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Why I Became A Republican - Arlene Stassinos


What an honor it is to share my reasons for my Republicanism, if there's such a word! It's ironic today of all days to reflect on "Why I became a Republican"…my American passport was going to expire in six months and all I needed was a photo to send my passport renewal. As I proofread my renewal application, it was clearly evident how proud I was to be an American citizen.

To know why I became a Republican, my past need to be shared:…

San Francisco, 1961….the USS Breckenridge steamed into the harbor with over three hundred eager passengers taking their first glimpse of the Golden Gate Bridge, and for most the dream of "freedom" turned into reality. I was one of those passengers.

My roots trace back to the Philippines where I was born. My heritage has become an integral part of becoming a teacher—retiring after 35 years of service. However, it was my parents who were instrumental in guiding me to becoming a conservative citizen. Both my parents demonstrated strong family bonds by their efforts to keep their families together emotionally when all was lost during the Japanese occupation of the Philippines during World War II and forced to witness the torture of several family members to confess to the whereabouts of food and allies. My father was allowed to join the US Navy due to his civilian assistance and was given WWII credit in addition to becoming a Veteran of the Korean War.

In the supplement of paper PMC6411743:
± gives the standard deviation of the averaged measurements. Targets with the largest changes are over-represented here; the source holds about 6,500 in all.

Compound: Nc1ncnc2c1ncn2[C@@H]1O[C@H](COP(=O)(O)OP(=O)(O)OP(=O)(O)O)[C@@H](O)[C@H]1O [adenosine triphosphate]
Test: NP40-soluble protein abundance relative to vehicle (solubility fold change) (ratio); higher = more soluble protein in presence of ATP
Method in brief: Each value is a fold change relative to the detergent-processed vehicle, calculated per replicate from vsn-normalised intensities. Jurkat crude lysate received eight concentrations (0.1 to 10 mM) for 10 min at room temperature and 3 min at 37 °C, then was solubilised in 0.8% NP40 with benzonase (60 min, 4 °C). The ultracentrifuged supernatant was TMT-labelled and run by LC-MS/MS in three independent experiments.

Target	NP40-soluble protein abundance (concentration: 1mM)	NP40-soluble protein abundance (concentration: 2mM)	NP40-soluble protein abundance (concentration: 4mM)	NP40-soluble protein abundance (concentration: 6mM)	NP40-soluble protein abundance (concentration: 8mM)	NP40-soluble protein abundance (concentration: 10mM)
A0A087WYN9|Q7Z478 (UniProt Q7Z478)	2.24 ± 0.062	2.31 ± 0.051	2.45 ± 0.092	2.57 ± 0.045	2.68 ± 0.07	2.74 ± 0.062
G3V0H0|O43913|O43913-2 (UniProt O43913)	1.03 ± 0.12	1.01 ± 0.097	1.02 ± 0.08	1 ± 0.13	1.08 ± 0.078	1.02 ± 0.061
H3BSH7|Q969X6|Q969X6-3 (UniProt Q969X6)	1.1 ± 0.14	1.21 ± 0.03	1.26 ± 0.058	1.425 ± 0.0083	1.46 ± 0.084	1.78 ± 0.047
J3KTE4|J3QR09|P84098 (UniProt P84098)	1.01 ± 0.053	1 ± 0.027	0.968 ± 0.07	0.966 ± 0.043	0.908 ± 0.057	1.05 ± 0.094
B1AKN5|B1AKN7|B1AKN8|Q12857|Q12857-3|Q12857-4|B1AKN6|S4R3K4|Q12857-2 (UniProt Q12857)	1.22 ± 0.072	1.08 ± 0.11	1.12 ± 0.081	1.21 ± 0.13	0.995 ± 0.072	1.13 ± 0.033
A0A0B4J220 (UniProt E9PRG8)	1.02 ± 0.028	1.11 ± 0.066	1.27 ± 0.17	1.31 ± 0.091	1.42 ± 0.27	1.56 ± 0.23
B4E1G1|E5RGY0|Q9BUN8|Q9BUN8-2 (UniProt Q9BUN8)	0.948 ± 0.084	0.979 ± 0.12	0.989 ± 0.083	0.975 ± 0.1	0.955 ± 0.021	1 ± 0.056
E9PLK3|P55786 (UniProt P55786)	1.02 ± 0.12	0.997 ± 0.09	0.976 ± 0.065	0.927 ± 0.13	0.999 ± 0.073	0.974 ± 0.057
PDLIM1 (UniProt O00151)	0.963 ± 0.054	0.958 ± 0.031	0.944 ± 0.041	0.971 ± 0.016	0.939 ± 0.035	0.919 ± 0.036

Both my parents were proud American citizens in spite of experiencing hardships adjusting to both Japanese and American cultures. As a young child, I lived in Japan in both US Naval Bases in Iwakuni and Atsugi. Then off to America on a ship, USS Breckinridge, and I can attest I was a genuine FOB—as many Filipino immigrants would say, "Fresh Off the Boat". Now it's "Fresh off the River" or "Fresh Off the Wall". Such a disgrace for those who waited five-six years to be legal residents like my aunts and uncles from the Philippines!

After my Dad's military retirement and a decade with the Federal Government as a military procurement contractor, my parents decided to exercise their entrepreneurial business in the Board and Care sector employing approximately 10-15 employees in two different facilities. My parents were able to offer jobs to new immigrants which then was a significant part to immigrate to America. However, my father prefaced each job as being "temporary" to enable this person to acclimate to the United States, then he expected this person to get a long-term employment affiliated with his/her profession in the Philippines. Both my parents were adamant and professed mightily that the government should not nor their employers have to support someone in perpetuity.


I was blessed to be a colleague with a fifth grade who was a retired U. S. Air Force military veteran Purple Heart recipient—Lieutenant Colonel Chip Hall. He helped train military pilots in the secret code developed by Captain Coffey when Americans were taken as POWs. Mr. Hall taught with structure, firmness, and most of all a passion for America's gifts! Although Mr. Hall kept a classroom fostered with discipline, all his students knew he LOVED them and they consistently demonstrated respect for what direction he was taking them. Mr. Hall pushed to have our fifth-grade classes to visit the Vietnam Memorial erected in front of California's State Capital Building. I had never thought of taking 64 fifth graders for a field trip to tour this War Memorial let alone seeing State Legislators in action! For me, it was profound and had made an impact! Mr. Hall kept repeating how these people were memorialized because they "fought for freedom" to suppress communism from spreading.